A change is as good as a rest, they say, so last Tuesday some of us from Dundee joined comrades from Glasgow for a stall outside Govan Buroo. The problems we met with, though, were depressingly familiar.
Ann had been bumped off from ESA after being given no points at her Work Capability Assessment. This wasn’t surprising as she had never received the form, so they had no written evidence of her problems. She had also been told that she had no right to appeal. We assured her that this was not the case and directed her to Money Matters in Orkney Street.
John had also been awarded no points despite severe mental health problems and dyslexia. He had got help with a mandatory reconsideration, but had spent the last 7 weeks with no money as he was worried about applying for JSA. We assured him that it was quite legitimate for him to get JSA and would not affect his future ESA appeal – and that once he was on JSA he could get a doctor’s note. He had also had his housing benefit stopped as he hadn’t told the council his situation and they had just assumed that since he was no longer getting ESA he no longer needed help with housing. He told us that the ESA assessors had refused to believe he was dyslexic because he had a degree. Universities have elaborate systems in place to help people with dyslexia, but it seems that for John this had just added to his problems.
June had been sanctioned because she had assumed that the jobcentre would be shut for the July holiday. She had applied for Hardship Payments but not been told she could appeal or that she could apply to the Scottish Welfare Fund to help her while she waited 2 weeks for the Hardship Payment to come through. She will now contact Money Matters or her Housing Association to help her with this.
As so often, we met a man recently out of prison and having problems with the benefit system. Steven’s DLA payments had been stopped when he was in Barlinnie, but although he had been out since February they had not started up again. Luckily he has a social worker who is sorting this out, and so is expecting to get a big back payment.
It is always depressing to observe how, in many ways, we are becoming an increasingly subservient culture, and so our hearts sunk when, as we set up the stall, someone asked ‘are you allowed to be there?’ However, our faith in Glasgow obstinacy was restored when we were told the story of a woman’s 100-year-old mother who had refused to accept the Queen’s birthday telegram. Her son had drowned serving in the Black Watch, and she blamed the Queen for his death.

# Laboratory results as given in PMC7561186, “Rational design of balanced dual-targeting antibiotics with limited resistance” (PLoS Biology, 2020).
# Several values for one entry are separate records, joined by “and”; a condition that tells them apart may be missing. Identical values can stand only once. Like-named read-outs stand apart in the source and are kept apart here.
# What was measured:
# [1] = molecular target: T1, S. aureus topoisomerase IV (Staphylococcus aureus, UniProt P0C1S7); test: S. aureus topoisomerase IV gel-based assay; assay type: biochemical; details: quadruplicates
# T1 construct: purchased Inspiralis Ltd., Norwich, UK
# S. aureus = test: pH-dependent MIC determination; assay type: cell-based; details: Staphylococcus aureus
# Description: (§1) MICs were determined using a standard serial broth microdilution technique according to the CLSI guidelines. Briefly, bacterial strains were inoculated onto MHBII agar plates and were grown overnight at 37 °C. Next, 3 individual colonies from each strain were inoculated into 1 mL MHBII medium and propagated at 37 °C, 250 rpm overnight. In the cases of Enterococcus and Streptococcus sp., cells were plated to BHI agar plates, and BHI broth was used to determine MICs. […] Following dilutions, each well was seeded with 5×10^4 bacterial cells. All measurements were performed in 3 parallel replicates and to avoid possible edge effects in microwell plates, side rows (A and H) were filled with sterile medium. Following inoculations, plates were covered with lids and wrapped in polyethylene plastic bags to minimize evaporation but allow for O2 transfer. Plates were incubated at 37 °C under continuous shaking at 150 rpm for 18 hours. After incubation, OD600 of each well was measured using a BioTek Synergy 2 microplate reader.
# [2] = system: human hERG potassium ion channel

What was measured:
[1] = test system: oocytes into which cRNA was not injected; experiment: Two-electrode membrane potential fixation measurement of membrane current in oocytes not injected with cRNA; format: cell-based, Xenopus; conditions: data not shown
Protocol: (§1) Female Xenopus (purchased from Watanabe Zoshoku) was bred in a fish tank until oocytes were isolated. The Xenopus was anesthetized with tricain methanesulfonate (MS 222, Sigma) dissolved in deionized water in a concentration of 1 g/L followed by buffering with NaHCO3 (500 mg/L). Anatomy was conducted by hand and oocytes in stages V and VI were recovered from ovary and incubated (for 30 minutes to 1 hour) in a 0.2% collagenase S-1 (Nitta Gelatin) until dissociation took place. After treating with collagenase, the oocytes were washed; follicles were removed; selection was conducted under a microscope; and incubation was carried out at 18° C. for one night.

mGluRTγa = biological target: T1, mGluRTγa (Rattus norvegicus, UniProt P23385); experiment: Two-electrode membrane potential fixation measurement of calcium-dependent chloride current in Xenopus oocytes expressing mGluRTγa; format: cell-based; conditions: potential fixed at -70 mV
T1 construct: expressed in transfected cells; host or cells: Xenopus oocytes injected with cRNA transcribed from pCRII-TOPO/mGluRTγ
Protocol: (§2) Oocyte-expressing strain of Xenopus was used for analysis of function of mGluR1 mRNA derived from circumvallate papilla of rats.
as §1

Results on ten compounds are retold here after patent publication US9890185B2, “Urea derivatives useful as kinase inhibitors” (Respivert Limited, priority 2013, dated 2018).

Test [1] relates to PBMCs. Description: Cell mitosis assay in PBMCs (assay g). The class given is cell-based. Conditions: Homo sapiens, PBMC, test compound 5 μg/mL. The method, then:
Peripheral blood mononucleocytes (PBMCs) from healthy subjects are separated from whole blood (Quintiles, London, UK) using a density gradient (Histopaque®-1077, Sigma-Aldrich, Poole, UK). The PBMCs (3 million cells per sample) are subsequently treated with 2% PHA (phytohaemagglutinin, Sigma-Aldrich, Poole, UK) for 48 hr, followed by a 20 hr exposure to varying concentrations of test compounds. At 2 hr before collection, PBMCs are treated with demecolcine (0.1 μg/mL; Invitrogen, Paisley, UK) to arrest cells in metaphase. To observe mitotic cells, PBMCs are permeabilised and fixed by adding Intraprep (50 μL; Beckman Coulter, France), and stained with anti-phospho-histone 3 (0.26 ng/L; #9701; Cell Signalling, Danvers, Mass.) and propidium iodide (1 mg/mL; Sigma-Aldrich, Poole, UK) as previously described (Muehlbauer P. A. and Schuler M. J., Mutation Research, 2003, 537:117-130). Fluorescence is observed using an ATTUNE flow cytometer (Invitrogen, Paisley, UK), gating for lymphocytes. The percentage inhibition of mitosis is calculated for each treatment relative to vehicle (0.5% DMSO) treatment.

Thursday saw us back outside Dundee Buroo, where we came across more examples of DWP mismanagement and deliberate misinformation. Most worrying was Kiera, a young single mum with two children, one aged 2 going on 3 and the other 4 going on 5. Kiera told us that she had been made to sign onto JSA. We urged her to get in touch with Welfare Rights and get them to demand that she is shifted to Income Support as soon as possible. While her youngest is still under 3 all she should be expected to do is attend the odd interview; and while she still has a child under 5 she cannot be made to look for work, though they can get her to do various ‘work related activities’.
Lynne had been given a two and half week sanction, and when her Mandatory Reconsideration had been refused her jobcentre advisor had talked her out of putting in an appeal. Appeals have a very high success rate, but not nearly enough people go through to this stage. Lynne had also been told three times that she had to tick the box to let them see her Universal Jobmatch Account, even though data protection law means that this can’t be made compulsory.
Donna was attempting to protest against a Triage sanction. She told us that Triage had rung her to cancel an appointment that they had never made, and then sanctioned her for not showing up. She had phoned in a Mandatory Reconsideration and was initially told everything was OK; but since then the jobcentre has claimed there is nothing on the system, and she has wasted a lot of money on premium rate phone calls to the DWP. She was waiting for a call back later in the afternoon. We asked her to contact us or Welfare Rights if the situation wasn’t sorted, and reminded her to keep records of all phone calls etc. Her friend told us that when he had been sanctioned some time back the DWP call handlers had laughed down the line. He had recorded the conversation and played it to his jobcentre advisor, but they thought this behaviour unexceptional.
With thanks to Ann, Darren, Jen, Douglas, Ronnie S, Sarah, Tony, Gordon, Ryan and Gary